>>The other question is, if a person should decide for themselves in these situations…that seems sort of dangerous ground. It seems Pope Francis makes a case for “accompaniment” by pastors.<< In Amoris he does specifically mention accompaniment by pastors. However, I would say that is because divorce and remarriage are public and therefore the Church needs to be involved in discerning culpability and allowing individuals to receive Communion. Honestly, I think most people are able to discern without a pastor assuming they are actively working to form their conscience. I'm actually thinking about writing a another post on this very point, so thank you for the chance to write it out here. Regarding the formation of conscience the Catechism says: "In the formation of conscience the Word of God is the light for our path, we must assimilate it in faith and prayer and put it into practice. We must also examine our conscience before the Lord's Cross. We are assisted by the gifts of the Holy Spirit, aided by the witness or advice of others and guided by the authoritative teaching of the Church." (CCC 1785) "...the witness or advice of others..." That's it. Nothing about going to a priest or a person who works for the Church. Basically the Catechism just says that we should follow the example and seek counsel from people we trust to be good and wise. Now, I regularly encourage others to talk with my own pastor (and one or two other priests in particular), but that's because I know these priests personally and trust the counsel that they give. But a general recommendation for people to talk with a priest for help forming their conscience seems problematic. I think that we don't trust our own consciences and are afraid of accidentally committing mortal sin (which betrays a serious misunderstanding of mortal sin). If someone is praying daily, has a relationship with God, reads scripture regularly, reads the Catechism, receives the Sacraments, and seeks wise counsel, they should be able to trust their conscience. It may not be perfect every time, but that's why conscience formation is a lifelong task. But we shouldn't be afraid of accidentally committing a mortal sin if we are sincerely forming our conscience. At least, that seems to be what the Catechism says about it.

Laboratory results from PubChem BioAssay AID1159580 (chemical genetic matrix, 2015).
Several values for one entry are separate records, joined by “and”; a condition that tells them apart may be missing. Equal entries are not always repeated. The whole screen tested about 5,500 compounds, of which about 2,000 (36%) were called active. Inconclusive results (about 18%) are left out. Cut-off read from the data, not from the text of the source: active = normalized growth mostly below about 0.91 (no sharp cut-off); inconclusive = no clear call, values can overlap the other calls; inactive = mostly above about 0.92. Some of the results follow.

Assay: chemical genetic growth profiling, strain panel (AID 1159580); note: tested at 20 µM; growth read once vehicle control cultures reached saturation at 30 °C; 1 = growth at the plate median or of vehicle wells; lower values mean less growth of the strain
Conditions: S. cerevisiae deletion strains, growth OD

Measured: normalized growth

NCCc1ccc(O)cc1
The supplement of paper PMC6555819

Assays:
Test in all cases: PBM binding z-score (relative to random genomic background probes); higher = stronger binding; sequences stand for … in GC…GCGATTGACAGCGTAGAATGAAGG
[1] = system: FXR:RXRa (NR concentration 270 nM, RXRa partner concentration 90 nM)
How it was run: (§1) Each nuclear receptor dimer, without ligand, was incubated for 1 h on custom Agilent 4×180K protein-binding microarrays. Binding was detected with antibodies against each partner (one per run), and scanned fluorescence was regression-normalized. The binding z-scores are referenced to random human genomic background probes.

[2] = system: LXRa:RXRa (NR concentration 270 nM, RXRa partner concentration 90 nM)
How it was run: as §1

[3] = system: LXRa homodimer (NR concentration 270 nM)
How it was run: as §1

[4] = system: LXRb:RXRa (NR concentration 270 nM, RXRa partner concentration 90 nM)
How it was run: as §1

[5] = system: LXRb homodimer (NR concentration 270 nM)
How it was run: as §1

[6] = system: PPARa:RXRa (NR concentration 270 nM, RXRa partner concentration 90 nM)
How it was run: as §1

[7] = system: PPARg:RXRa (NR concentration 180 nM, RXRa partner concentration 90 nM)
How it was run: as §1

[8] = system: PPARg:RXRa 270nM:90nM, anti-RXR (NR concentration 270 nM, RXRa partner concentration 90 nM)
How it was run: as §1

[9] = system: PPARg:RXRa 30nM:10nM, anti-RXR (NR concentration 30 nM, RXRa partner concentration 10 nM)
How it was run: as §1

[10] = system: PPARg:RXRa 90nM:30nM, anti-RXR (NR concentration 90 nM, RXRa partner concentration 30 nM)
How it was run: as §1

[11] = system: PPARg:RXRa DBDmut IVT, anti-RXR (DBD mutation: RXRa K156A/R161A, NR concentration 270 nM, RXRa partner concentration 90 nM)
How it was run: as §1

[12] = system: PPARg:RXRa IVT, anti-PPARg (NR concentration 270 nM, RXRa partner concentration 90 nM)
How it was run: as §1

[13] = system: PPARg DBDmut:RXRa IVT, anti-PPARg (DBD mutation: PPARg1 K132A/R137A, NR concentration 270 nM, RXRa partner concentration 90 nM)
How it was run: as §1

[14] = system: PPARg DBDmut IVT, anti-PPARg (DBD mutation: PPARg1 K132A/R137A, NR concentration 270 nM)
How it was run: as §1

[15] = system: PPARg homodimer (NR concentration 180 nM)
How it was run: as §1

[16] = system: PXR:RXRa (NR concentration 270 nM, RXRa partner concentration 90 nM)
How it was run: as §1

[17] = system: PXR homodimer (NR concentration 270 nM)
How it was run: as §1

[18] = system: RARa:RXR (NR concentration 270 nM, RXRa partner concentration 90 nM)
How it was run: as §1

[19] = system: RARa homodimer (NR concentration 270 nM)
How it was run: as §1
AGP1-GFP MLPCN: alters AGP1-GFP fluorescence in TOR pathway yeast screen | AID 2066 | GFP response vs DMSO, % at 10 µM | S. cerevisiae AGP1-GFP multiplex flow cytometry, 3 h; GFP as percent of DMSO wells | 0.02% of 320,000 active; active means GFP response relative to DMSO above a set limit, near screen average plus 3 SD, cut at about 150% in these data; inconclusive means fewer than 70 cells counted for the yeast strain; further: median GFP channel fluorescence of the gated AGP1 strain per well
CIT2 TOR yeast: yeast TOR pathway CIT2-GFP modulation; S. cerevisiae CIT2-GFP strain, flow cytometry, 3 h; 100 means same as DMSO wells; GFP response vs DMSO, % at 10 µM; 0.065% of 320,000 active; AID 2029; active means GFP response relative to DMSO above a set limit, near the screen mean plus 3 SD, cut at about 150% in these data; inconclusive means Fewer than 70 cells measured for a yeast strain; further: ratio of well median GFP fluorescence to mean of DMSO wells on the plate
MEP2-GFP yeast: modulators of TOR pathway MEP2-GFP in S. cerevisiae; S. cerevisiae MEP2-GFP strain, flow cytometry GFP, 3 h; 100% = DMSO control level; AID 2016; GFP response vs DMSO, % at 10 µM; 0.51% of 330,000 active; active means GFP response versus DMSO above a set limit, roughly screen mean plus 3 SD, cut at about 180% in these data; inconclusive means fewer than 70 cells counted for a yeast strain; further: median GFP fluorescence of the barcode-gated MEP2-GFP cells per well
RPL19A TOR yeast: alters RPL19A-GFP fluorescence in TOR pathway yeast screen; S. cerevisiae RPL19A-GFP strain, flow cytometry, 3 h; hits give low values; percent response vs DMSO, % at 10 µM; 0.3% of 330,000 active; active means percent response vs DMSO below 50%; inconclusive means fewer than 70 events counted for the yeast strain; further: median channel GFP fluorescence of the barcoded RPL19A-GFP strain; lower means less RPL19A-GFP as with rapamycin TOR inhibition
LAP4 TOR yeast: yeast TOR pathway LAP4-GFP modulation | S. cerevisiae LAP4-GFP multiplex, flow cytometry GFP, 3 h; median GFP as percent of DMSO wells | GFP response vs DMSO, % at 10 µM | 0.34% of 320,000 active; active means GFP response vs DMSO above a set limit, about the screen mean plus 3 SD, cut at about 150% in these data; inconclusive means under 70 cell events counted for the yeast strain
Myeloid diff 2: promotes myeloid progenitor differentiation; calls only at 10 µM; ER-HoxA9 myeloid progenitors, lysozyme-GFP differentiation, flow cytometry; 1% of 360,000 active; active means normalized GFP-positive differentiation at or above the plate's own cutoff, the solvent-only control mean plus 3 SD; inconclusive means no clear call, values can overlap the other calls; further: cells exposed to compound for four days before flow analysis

3. Dennis says:

    The point on deliberate and free consent. As I’ve learnt, force of habit, anxiety etc can or may mean that I haven’t committed a mortal sin. I don’t presume that I am still in a state of grace so I will not receive Communion until I’ve been to Confession. It’s possible that I haven’t committed a mortal sin but it’s always possible that I have, in the sight of God.